I received a call the other day from an imaging facility. They wanted to know how to produce a “green” product. The first point of discussion focused on the definition of a green or sustainable product. With the release in 2012 of the Federal Trade Commission’s updated “Green Guides,” the use of environmental claims for marketing purposes has been clarified. The second statement made by the facility indicated that he wished to run two separate production lines: one dedicated to producing his green product line, and the other to producing his normal, or non-green, items. This was an interesting scenario and one that truly perplexed me. When, I inquired as to why, the reply was that for the green product line, he did not need to worry about environmental issues as all his products would be green. This is both a very circular argument as well as a false assumption.
Somewhere in the discussion of green and sustainability, facilities have arrived at the false conclusion that if they are producing green products or using environmentally preferable products, then compliance issues are no longer relevant. Let’s look at the issue of green products. The only standards available are the policies issued by the Federal Trade Commission. Within the screen and digital arenas, standards for green products have not been developed for our industry sector, nor are there any product certifications available. Yes, there are testing methods one can use to validate certain claims; however, these claims are only for one part of the final product, such as the substrate or ink. These claims are not for the final piece of work that is moving out the door.
To produce this product, a facility still uses ink systems and printing devices that may indeed lead to compliance issues. Simply because an ink or solvent system is labeled “eco-friendly” does not mean there are no environmental impacts associated with the use of that product. Facilities should still read the Safety Data Sheet and make inquiries to the manufacturer. A facility should know the volatile organic compound (VOC) content of any solvent-based product being used. In certain areas of the country, use of VOC-containing products requires the facility to obtain an air permit. For example, in the South Coast Air Quality Management District, any printing press, including a wide-format digital press, that emits more than three pounds of VOCs per day are required to obtain an air operating permit. The District does not make a distinction between an eco-friendly ink and one that is simply labeled “Ink.” They are more interested in the VOC content of the ink used.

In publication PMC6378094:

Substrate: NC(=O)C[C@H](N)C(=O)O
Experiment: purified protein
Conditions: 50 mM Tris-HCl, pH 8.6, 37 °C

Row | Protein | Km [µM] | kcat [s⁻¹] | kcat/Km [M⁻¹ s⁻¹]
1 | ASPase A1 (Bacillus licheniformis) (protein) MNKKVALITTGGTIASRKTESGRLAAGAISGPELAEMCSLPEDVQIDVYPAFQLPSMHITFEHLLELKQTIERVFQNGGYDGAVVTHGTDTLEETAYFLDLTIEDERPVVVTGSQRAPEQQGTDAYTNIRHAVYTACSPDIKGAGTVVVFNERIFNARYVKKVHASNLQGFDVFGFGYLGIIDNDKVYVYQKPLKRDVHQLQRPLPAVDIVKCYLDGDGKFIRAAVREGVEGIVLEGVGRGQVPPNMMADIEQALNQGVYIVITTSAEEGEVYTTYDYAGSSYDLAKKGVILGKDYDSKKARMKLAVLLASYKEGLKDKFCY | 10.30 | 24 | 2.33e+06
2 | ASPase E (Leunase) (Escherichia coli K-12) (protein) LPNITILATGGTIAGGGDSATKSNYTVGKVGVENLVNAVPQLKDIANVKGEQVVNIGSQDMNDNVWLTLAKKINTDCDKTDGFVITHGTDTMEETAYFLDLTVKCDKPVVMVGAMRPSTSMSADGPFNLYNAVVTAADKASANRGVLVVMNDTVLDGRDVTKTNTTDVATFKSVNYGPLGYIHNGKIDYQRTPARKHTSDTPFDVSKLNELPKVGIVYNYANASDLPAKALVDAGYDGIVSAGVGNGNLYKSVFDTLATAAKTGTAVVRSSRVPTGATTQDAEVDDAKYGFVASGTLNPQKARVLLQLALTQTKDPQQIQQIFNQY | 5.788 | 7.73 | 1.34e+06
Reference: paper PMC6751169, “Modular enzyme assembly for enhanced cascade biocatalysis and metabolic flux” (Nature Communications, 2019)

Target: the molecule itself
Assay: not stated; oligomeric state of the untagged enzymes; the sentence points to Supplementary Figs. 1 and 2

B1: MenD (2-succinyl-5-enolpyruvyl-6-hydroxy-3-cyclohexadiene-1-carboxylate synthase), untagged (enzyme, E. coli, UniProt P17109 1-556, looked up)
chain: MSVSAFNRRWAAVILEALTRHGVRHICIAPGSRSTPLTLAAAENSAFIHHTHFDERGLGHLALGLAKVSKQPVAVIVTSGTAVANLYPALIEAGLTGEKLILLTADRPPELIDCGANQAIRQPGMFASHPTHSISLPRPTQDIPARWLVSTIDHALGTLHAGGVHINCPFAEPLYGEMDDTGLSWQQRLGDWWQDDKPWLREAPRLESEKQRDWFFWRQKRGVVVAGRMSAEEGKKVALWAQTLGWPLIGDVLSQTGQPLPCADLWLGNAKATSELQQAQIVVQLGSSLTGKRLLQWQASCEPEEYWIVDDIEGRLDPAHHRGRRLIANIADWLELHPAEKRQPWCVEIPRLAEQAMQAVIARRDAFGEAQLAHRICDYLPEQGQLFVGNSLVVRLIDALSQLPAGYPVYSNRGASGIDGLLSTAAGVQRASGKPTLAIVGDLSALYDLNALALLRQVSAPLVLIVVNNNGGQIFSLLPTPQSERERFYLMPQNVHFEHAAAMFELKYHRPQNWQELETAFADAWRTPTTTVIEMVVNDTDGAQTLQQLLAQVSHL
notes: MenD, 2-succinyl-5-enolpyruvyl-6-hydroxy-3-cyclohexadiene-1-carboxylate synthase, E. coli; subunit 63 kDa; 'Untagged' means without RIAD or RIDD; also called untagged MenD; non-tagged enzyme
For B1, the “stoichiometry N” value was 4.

Let’s take a look at another state: Ohio. Facilities operating in this state have the option of applying for a permit-by-rule. A permit-by-rule (PBR) is a specific permit exemption a company may use to exempt an air pollution source from the air permit process, but not from the applicable air pollution regulations and compliance requirements. It is a much simpler approach to air permitting. To qualify as a small printer, a digital facility can use no more than 2,425 gallons of inks, clean-up solutions. and other solvent-containing materials annually. Please note that this regulatory requirement does not state, unless you are using products that may be labeled environmentally friendly, eco-friendly, or eco-solvent.
Facilities need to educate themselves regarding their environmental compliance responsibilities regardless of the types of input materials used or the final product produced. The use of alternative products does not exempt facilities from both understanding and complying with these regulations.
A baseline of compliance with all relevant environmental, health, and safety regulations was quickly incorporated into the certification criteria for the Sustainable Green Printing (SGP) Partnership Program. Stakeholders representing consumer product companies indicated that compliance was the first benchmark utilized when discussing sustainable business practices. It became very clear that in order to be sustainable, a company first needed to understand and be in compliance with all applicable requirements. In fact, the SGP Program requires that all companies undergoing certification undergo an environmental as well as safety and health audit. Additionally, the program requires that facilities developed a policy and procedure for ensuring compliance as well as taking corrective actions where necessary.
Using alternative products as a means of reducing environmental impact is a strong step in the right direction. However, use of these products should not be confused with the facility’s obligation to meet all environmental, safety, and health regulations. If you have any questions or need answers, help is only a phone call or email away. Feel free to contact me at 703-359-1313 or firstname.lastname@example.org and mention that you read this article. I just may have the answer you are seeking.